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U.S. Mission in Iraq May Be Vulnerable at Home

The public is growing impatient, a think tank report finds. It predicts a foreign policy disaster if leaders don't shore up support.

March 09, 2004|Sonni Efron | Times Staff Writer

WASHINGTON — Public support for a large, sustained U.S. involvement in Iraq has grown fragile, and leaders of both political parties should help shore it up to prevent a foreign policy catastrophe, according to a report released today by an influential think tank.

Citing polling data and anticipating future difficulties, the Council on Foreign Relations said President Bush, Democratic presidential challenger Sen. John F. Kerry and other political leaders should counter an erosion in support by committing themselves to a multibillion-dollar effort lasting at least several more years.

"We encourage all parties -- the president, Sen. Kerry, congressional leaders -- to recognize that this is a continuing American commitment," said James R. Schlesinger, secretary of Defense in the Nixon and Ford administrations and co-chairman of the bipartisan task force of foreign policy experts who wrote the report.

"They need to sustain it because the effect of not sustaining it and failing in Iraq would be a substantial blow, if not catastrophic, for American foreign policy," Schlesinger said in a telephone interview Monday.

The scheduled hand-over of power to a new Iraqi government on June 30 may lead Americans to think that the United States has turned the corner in Iraq and can begin to phase out its involvement, the report said.

"In fact, Iraq is entering an exceptionally challenging and dangerous phase, and sustained and determined U.S. engagement will be essential in the months and years to come," the report concluded.

The Bush administration insists the United States will stay the course in Iraq, and Congress last year approved spending billions of dollars on the occupation. Nonetheless, "support among Americans may be broader than it is deep, and appears to be accompanied by some degree of impatience," the report said.

In a nationwide poll taken in November, 60% of respondents said they thought the process of creating an Iraqi government was going too slowly, according to the report. That was before new obstacles complicated the effort to set up a transitional government to take sovereignty from the United States this summer.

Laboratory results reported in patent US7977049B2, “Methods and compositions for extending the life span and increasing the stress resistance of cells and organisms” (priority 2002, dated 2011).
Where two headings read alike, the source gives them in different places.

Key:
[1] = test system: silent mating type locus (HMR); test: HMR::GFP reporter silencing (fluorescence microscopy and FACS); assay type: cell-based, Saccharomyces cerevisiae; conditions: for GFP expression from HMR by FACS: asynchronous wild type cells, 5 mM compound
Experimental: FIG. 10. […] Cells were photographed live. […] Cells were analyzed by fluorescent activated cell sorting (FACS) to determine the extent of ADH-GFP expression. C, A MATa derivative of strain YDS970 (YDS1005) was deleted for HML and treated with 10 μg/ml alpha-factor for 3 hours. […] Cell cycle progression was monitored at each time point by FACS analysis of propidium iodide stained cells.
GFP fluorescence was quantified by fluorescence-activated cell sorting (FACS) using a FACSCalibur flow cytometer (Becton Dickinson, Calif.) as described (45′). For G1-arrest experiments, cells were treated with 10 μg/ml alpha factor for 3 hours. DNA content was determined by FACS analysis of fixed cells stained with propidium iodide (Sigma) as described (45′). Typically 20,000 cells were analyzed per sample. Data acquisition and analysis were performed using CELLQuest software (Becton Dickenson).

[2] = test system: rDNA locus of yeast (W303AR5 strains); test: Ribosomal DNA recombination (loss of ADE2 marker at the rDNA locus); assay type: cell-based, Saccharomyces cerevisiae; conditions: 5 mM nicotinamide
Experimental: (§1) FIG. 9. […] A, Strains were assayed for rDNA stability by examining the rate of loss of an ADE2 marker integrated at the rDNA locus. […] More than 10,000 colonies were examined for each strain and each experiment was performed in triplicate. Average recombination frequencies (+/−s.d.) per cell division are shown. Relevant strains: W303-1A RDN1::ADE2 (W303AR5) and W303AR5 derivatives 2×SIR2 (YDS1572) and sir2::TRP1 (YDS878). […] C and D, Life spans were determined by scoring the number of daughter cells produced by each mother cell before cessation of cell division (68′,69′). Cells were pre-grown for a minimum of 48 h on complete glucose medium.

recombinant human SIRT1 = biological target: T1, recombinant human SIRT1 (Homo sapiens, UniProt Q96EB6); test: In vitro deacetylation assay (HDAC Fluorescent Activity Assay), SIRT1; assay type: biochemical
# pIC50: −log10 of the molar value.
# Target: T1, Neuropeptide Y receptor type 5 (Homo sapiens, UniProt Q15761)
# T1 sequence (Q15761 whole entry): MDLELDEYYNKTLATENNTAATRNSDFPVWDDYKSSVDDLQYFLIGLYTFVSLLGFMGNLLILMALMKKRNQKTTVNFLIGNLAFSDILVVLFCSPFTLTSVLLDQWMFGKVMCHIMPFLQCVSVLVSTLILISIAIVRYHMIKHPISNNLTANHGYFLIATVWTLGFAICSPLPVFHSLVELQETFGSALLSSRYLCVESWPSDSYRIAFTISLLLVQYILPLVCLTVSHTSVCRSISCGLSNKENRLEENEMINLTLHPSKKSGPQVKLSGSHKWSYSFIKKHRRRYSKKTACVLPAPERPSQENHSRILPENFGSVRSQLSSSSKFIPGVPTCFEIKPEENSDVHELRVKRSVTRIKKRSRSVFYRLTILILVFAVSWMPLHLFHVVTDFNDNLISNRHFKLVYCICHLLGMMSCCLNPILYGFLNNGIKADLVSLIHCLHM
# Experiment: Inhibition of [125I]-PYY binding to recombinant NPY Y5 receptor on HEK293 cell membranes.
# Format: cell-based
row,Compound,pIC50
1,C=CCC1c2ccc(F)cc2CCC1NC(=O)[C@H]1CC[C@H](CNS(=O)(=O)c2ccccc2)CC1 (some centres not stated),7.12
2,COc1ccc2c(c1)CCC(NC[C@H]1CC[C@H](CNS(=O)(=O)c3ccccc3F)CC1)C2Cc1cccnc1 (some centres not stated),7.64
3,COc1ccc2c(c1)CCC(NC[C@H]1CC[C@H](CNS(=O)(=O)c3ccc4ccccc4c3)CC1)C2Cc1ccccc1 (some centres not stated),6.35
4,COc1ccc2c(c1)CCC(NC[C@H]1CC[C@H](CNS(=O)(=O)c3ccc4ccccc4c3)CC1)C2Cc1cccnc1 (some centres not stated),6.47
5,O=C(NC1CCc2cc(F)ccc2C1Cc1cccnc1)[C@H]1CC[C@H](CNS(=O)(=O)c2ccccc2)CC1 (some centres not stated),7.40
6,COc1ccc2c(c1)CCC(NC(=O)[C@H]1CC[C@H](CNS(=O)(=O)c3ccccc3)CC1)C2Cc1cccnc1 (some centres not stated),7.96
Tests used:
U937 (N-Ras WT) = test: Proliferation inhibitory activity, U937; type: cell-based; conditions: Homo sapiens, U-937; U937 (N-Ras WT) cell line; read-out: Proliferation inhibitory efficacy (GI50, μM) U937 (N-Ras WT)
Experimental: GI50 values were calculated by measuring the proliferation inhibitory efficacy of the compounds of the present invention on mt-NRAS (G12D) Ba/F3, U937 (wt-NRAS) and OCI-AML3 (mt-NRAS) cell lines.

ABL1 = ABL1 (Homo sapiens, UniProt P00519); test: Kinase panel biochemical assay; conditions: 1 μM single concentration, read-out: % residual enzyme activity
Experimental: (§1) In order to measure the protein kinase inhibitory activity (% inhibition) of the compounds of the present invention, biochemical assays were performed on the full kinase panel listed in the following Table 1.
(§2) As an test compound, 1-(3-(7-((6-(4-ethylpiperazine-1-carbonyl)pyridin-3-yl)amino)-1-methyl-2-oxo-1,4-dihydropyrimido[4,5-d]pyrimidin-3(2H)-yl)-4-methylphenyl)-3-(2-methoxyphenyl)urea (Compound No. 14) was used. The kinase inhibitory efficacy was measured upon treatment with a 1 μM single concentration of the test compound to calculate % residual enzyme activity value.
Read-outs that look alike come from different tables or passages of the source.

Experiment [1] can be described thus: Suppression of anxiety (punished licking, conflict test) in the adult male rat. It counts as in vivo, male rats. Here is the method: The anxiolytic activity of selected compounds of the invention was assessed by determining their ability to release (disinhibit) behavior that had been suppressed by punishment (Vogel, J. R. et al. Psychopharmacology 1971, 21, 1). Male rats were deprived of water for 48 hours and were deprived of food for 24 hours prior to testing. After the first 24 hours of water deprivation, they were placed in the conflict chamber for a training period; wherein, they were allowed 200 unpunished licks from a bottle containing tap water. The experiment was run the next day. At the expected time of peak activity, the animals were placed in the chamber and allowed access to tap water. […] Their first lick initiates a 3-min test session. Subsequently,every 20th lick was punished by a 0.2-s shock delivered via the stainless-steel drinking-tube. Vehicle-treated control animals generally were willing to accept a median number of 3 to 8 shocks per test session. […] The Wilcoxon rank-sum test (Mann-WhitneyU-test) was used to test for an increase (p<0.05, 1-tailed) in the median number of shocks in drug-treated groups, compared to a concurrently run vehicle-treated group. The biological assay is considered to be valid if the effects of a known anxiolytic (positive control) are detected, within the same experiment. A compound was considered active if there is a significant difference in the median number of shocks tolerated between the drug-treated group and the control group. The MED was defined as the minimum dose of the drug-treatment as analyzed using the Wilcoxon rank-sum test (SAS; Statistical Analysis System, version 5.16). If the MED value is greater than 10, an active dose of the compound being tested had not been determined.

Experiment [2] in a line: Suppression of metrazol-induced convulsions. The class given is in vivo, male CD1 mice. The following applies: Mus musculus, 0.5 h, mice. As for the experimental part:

Growing doubts about the rationale for war are also likely to affect public support, the report warned. In April, 70% of respondents to a Washington Post-ABC poll thought the war had been worth fighting. The figure dropped to 50% when the survey was repeated last month.

At the same time, Americans' expectations for the success of the U.S. mission appear to be low. In a Harris poll last month, 73% of those surveyed said they thought it very or somewhat likely that the United States would "get bogged down for a long time in Iraq and not be able to create a stable government there."

The report is a warning to policymakers and the public that the U.S. engagement in Iraq is too important to become a divisive domestic issue, said task force member Edward P. Djerejian, a former U.S. ambassador to Syria and Israel who directs the James A. Baker III Institute for Public Policy at Rice University.

"It's an alert: Don't let this get out of hand in an election year," Djerejian said.

The report also calls on the United States to put greater emphasis on addressing pervasive unemployment in Iraq. And it draws particular attention to the need to manage Iraq's oil sector and maintain accountability over oil revenue to ensure that the money is used to fund national reconstruction.

"This is very important because there's been a history in the Arab world of oil wealth being siphoned off into private pockets and systematic corruption in various regimes," Djerejian said.

Oil experts interviewed by task force members expressed concern that there had been insufficient progress in establishing financial controls and ensuring merit-based hiring in the oil sector.

In an unusual approach to the overall American effort, the report recommended that the Bush administration spend up to $40 million to offer incentives to civilian U.S. government employees willing to serve a year or more in Iraq. The incentive pay should be added to the ordinary danger pay offered to civil servants abroad, and should target Arabic-language speakers and Iraq experts, the report said.

The State Department has denied having problems recruiting staff members for Iraq duty, but the task force said the security situation has made it difficult to recruit for long-term assignments.

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